The FSB controls inter-communication of the individual components on the board, north/south bridges, pci/agp busses, memory bus etc. it's just the way of syncronising the data between points. The data on the lines is read on the edge of each clock pulse, this allows the data enough time to stablise after it is asserted on each line. This is one reason behind the limitations of overclocking; there comes a point where the clock rate is such that data within computer is not getting read correctly on each clock pulse as it is coming along too soon after it is asserted to have stablised properly. (I can go into more detail on this subject along with other reasons if you want).

The clock multiplier is there for a very good reason, it has been possible since the old intel 486 (DX2/66 and the like) to clock the processor faster than the external bus. Because the internal lines, connections, and transistors on a chip are so small the clock rate can be pumped up substantially without making the processor unstable. Why you would want to do this is deceptively obvious; you don't have to access the memory for every calculation. While you are still accessing the memory every intruction, this is usually well cached. The main thing about programs is that they tend to spend a lot of time in loops doing fairly banal calculations on data held in the registers. If you clock up the processor you can make these bits finish faster, thus allowing the computer to complete the bits between the memory accesses in a shorter time. This is a really over-simplified picture but it is accurate enough without having to fill a book!

You are right, though, there does come a point of diminishing returns, that's why AMD and Intel are trying to boost the FSB.

Here's an interesting fact, the Motorola 7400 processor running at 500MHz usually outperforms both AMD and Intel's x86 processors running at 800MHz or more. It's down to a substantially better architecture. Basicly, x86 sucks!!! Doesn't stop us all (including me - Duron 700) using them though does it!

I can elaborate on all of this if you want, but if you are really interested then find a book on digital electronics, and, probably more use, a good book on computer architecture. I would definitly recommend Hennessy and Patterson's book "Computer Architecture: a Quantitative Approach" (ISBN:1558603727). It's pretty much the computer architecture bible.

Also if you go to <A HREF="http://arstechnica.com/cpu/index.html" target="_new">http://arstechnica.com/cpu/index.html&lt;/A> they have lots of info on various parts of computer architecture.

Hope that helps,

Fat Chucky
January 22, 2001 7:09:21 PM

That actually does help. I mean a lot of it I had sort of gathered, but never put together in the whole picture quite as clearly.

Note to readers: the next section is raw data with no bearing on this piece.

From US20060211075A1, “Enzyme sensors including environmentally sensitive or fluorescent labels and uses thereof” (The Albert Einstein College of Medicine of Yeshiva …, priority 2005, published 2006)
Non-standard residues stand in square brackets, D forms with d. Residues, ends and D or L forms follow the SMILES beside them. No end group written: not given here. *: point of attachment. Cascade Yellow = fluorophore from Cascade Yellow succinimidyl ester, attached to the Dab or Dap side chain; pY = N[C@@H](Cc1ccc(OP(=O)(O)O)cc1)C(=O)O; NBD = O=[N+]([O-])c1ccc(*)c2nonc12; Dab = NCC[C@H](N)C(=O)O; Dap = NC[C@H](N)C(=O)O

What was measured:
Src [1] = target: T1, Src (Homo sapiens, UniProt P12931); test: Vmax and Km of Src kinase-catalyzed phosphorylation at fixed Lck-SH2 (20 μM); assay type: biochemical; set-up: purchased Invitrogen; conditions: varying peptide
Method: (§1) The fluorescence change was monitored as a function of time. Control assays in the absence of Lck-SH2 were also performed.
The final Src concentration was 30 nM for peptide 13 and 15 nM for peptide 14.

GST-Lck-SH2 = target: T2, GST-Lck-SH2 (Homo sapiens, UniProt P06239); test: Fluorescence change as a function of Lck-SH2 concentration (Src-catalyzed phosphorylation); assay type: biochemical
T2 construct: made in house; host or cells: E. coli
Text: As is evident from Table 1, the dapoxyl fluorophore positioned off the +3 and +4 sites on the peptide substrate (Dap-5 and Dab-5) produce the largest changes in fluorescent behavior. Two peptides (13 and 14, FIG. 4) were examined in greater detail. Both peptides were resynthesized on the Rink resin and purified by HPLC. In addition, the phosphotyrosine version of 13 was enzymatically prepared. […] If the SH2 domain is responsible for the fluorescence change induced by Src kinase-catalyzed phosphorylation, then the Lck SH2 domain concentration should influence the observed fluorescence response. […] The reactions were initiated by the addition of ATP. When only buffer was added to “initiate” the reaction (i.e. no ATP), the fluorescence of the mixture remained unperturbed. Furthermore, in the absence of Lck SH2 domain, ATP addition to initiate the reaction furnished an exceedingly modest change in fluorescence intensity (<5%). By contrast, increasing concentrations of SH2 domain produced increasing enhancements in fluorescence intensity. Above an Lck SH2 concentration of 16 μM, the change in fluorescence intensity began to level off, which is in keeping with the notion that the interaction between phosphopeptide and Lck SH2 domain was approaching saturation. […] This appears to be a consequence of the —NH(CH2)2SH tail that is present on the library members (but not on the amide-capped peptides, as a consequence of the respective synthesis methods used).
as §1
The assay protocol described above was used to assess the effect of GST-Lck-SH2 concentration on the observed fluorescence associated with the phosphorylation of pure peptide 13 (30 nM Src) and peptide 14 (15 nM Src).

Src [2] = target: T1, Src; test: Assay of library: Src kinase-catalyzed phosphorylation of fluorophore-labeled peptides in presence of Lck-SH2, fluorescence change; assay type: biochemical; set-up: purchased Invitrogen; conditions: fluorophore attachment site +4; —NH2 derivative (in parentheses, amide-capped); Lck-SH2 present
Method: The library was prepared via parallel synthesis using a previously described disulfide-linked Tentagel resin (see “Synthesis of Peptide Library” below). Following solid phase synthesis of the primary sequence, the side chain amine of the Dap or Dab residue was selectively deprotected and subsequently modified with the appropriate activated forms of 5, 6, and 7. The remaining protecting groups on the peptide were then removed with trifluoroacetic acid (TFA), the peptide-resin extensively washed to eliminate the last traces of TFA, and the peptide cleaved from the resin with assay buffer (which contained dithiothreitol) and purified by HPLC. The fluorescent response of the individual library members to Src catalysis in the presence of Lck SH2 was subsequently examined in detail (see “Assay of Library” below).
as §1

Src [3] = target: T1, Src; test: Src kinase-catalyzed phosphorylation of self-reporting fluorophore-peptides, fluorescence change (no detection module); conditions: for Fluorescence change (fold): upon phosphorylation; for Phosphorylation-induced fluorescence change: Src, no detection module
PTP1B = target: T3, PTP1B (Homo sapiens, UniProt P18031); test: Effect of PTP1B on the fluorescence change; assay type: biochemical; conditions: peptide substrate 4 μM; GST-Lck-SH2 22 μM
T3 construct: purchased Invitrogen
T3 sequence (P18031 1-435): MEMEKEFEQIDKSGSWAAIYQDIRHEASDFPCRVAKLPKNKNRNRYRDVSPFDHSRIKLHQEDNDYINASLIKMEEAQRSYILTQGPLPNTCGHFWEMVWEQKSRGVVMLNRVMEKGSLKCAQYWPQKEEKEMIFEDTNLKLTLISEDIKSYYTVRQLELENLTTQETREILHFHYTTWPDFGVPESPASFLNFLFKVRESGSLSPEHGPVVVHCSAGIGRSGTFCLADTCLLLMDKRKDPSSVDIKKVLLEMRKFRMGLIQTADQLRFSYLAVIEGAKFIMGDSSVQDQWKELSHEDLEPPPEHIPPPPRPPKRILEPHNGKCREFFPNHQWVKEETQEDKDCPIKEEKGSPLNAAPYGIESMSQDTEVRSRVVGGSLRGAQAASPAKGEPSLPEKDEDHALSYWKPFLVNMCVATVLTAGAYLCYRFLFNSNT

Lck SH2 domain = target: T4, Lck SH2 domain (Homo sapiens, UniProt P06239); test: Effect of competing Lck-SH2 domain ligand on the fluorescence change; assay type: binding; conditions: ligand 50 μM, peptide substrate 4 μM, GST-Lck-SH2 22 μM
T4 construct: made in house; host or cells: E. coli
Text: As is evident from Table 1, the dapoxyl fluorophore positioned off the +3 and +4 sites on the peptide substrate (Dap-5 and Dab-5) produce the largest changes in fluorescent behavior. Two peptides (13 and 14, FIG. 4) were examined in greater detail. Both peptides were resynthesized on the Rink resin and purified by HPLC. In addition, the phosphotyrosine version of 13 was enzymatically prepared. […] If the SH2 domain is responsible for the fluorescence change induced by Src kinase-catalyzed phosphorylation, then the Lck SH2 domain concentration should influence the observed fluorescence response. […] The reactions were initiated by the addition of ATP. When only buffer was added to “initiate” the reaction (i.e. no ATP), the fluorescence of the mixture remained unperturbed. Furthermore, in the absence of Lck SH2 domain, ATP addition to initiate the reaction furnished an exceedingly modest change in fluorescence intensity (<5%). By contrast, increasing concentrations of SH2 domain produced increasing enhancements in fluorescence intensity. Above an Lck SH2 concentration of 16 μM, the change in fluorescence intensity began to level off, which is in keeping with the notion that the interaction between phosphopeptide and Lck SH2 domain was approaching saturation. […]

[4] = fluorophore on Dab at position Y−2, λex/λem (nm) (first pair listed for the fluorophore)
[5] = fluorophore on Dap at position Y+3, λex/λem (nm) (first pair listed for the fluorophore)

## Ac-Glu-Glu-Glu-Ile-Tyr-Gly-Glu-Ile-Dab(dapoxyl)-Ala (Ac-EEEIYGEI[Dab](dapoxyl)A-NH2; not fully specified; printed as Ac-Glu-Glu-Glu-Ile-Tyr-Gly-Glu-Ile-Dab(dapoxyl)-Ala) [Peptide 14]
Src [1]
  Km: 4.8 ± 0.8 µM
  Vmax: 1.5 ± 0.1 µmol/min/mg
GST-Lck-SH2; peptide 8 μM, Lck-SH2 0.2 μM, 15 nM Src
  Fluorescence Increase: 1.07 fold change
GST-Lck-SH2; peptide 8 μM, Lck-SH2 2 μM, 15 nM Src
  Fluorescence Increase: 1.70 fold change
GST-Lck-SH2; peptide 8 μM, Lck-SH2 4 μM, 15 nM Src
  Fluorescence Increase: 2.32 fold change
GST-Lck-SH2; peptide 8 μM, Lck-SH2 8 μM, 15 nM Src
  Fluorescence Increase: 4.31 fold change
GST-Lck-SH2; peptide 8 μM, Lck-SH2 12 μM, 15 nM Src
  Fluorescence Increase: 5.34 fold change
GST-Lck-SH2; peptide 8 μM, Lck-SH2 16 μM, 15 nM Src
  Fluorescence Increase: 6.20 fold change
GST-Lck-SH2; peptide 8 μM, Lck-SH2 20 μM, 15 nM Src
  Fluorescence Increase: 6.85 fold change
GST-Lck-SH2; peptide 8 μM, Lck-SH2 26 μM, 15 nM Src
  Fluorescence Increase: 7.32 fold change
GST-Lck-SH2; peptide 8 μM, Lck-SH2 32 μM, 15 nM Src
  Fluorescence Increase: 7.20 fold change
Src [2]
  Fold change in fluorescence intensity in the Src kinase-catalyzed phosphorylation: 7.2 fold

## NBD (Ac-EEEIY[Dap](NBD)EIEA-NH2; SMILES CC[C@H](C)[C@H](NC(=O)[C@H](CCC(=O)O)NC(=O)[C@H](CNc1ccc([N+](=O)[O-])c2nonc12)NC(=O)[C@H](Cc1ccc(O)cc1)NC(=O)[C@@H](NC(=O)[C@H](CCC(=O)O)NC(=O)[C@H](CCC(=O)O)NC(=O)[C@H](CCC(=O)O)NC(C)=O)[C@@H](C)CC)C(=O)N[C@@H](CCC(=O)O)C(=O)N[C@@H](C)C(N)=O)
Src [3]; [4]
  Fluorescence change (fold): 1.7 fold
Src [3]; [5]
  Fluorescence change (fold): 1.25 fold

So a clock cycle occurs every so often. The faster the FSB, the more often. All of the components of the computer communicate to each other every clock cycle.

The CPU runs faster than the clock cycle so that it can process more information before needing to communicate with everything else again.

So say a CPU has a multiplier of 8, that means that it could (approximately) do 8 times as much work in the time that standard memory could process 1 command.

Or something close to that anyway.

And a dual-pumped CPU can send and recieve data twice during a clock cycle instead of once like standard components, so that it would pick up on new information being present faster and would assure it's commands are picked up right at the beginning of the next clock cycle.

And DDR SDRAM does the same. So (in theory) an Athlon system with DDR SDRAM both with the same FSB could send and recieve data between each other about twice as fast as they could communicate with any other component in the system... IF they only talked to each other. But if they are dependant on recieving data from a slower component than themself, then they have no choice but to wait for it to catch up with them. (Such as the PCI bus.)

Is this sounding right?


- Sanity is purely based on point-of-view.
Anonymous
a b à CPUs
January 23, 2001 12:35:42 AM

Sorry for stating your erata for the rest of the forum to see and that it obviouly pissed you off.
Your definitions are wrong. If you bend rules they can be used in that manner, but it is still wrong.

Your information on how FSB works is obviouly flawed cause you are assuming that what the fellow said about sine waves is absolutly true(partly true by the way- its a little more complicated than sine waves). You take this ity bity piece of information and start 'theorizing' on the performance penalties in processors. For example, I could 'theorize' that due to a 33 mhz increase in FSB, the real world performance of the memory sub sytem etc. would increase by 33% over 100mhz bus. That would obviously be wrong. Should I have theorized, No. Is it a theory no. Is it a prediction yes.

You obviouly have never done any meaningful research(i.e. university labs). So I suggest you sit down, shut up and wait for someone to answer your question adequatly before you start 'theorizing'.

As for the question you asked, it is a good one. I don't have a full understanding of how it works. I am waiting for someone who does to post. So that I can then make inferences on the performance penatlies/bonuses designated to each processor type(if I feel like it).

The high horse I am on is to keep myself from sinking in the knee high [-peep-] some of you guys keep shoveling out your mouths and through your keyboards.


Have a nice day.
Anonymous
a b à CPUs
January 24, 2001 9:25:31 AM

Glad to be of service...